Government goes soft on its banks
For over two years, the government under both the previous Congress-led UPA and now BJP-controlled NDA had insisted that the Reserve Bank (RBI) should slash prime lending rates and allow greater liquidity with commercial banks irrespective of the domestic inflation rate. Such measures were sought to promote industrial investment and growth. Both the UPA and the NDA governments were so upset with the RBI governor that they wanted to control indirectly the constitutional authority of the central bank and its credit policy direction. They wanted to achieve their ill-advised goal through various measures to please business and industry and pursue the economic growth agenda against inflation that erodes the real value of currency and contracts the common man’s purchasing capacity.
While the UPA was far less successful in making former RBI governor Duvvuri Subbarao, a retired IAS officer, fall in line even after giving him a two-year extension in the job, the current NDA government has more or less had its way. The current RBI Governor Raghuram Rajan, also a UPA recruit, reduced lending rates by four times in one year to an aggregate 125 basis points or 1.25 per cent and released cash into the system. Surprisingly the government did not show similar enthusiasm to ensure that its banks responded to the RBI gestures. Ironically, the industry that has been pressurising the government on RBI rate cuts is almost silent when banks do not follow suit or use their judgment on lending and deposit rates. The Union Ministry of Finance says it does not want to interfere with rate cut decisions of banks. The question one may ask: why is the finance ministry only after the RBI’s judgment on credit policy that does not even fully influence on-ground rates?
The government has an answer that it does not want the state to embarrass itself and the management of public sector banks. The reason is simple. The government, a controlling shareholder of these banks, is also responsible for their overall operations. The fact is that most of these banks are operating poorly. Sticky loans are running into a few lakh crores. No one knows the exact volume as bank balance sheets rarely disclose the real status of sticky loans or non-performing assets, good portions of which get routinely restructured. Most borrowers, which are critical to high RBI rates, are silent on high bank lending rates. Big borrowers are also often the biggest offenders.
There are many large companies that borrow little from banks. Instead, they ‘lend’ their surpluses to other corporates using the ‘investment’ portfolio route. The gap between the credit and deposit rates of India’s commercial banks is among the highest, implying the inefficiency of these banks. Most large global banks and institutions find a three or 3.5 per cent credit-deposit rate gap quite comfortable. Banks in India would like to have a cushion of six to seven percent, if not more.
Also, it must be recognised that in most cases of large credit disbursement, the quality of credit or the risk factor often goes by the government’s assessment of projects, their implementation schedules and profit projections. Take, for instance, the UPA regime highway projects under the ‘build-operate-transfer’ (BOT) model. The latest report by the rating agency, CRISIL, says about 7,500 km road projects are currently at high risk of either remaining incomplete or being abandoned due to huge losses. The government-owned National Highway Authority of India had awarded these contracts to private developers between 2009-10 and 2011-12 under the UPA regime on the BOT model. The projects now have an outstanding debt of Rs. 17,100 crore. The under-construction projects now require fund support of at least Rs 28,000 crore over the next two years to cover the cost overrun before completing them. What happens to the bank exposure in these projects?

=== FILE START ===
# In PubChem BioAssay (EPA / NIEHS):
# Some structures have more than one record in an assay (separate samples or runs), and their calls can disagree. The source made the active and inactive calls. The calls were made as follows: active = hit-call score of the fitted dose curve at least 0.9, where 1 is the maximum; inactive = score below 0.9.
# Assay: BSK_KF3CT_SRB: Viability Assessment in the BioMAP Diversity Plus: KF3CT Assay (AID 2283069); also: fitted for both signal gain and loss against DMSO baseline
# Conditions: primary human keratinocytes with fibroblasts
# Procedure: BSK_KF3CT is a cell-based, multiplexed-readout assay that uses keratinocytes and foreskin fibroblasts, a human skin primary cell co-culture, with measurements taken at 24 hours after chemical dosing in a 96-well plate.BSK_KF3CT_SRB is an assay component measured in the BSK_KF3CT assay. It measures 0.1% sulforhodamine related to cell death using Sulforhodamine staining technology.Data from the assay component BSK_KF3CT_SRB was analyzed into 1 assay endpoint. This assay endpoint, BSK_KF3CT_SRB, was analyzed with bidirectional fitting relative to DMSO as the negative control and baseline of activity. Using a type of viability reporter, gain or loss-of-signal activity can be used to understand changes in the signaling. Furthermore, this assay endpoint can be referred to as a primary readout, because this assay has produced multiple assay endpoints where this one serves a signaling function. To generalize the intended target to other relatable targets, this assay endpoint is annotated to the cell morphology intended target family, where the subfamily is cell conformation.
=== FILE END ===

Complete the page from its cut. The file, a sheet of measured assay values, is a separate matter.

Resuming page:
Similarly, the aspect of political pressure on state-sector bank management cannot be ignored. That explains why some business tycoons manage special favour from government commercial banks under a particular political regime. Some business tycoons are always seen as the cynosure of certain national government. Top public sector bank management can ignore them only at the cost of their job. Many banks have fallen prey to such political pressure. This is an on-going problem. Certain bank managements often take advantage of the situation to serve their private interest. And, it may not be totally out of context, if one links such problems with the poor operational status of some of the state sector banks. Lately, the RBI has initiated ‘corrective’ action at the Indian Overseas Bank (IOB) on grounds that its management is unable to revive it. The public sector commercial bank posted a net loss of Rs.245 crore during June-September 2014. The bank’s operations are being monitored by RBI every month. Its expansion and recruitment have been curtailed.
If banks are not keen on lowering the lending rates in keeping with the RBI rate cuts, it could be because they are unlikely to generate enough demand for loans for viable projects. The latest RBI data reveals that credit growth had hit a 20-year low in June, last, slipping below nine percent, and has stayed around that level for them. The wedge between the deposit and credit expansion may have shrunk, but not enough to meet the expectations of the commercial banks. With large PSUs such as NTPC and PFC raising long-term tax-free bonds offering returns above 7.30 percent, banks may find it difficult to get large safe borrowers from state sector enterprises. Thus, bank lending rates are unlikely to fall very soon despite the Reserve Bank’s latest gesture.
(The views expressed are strictly personal)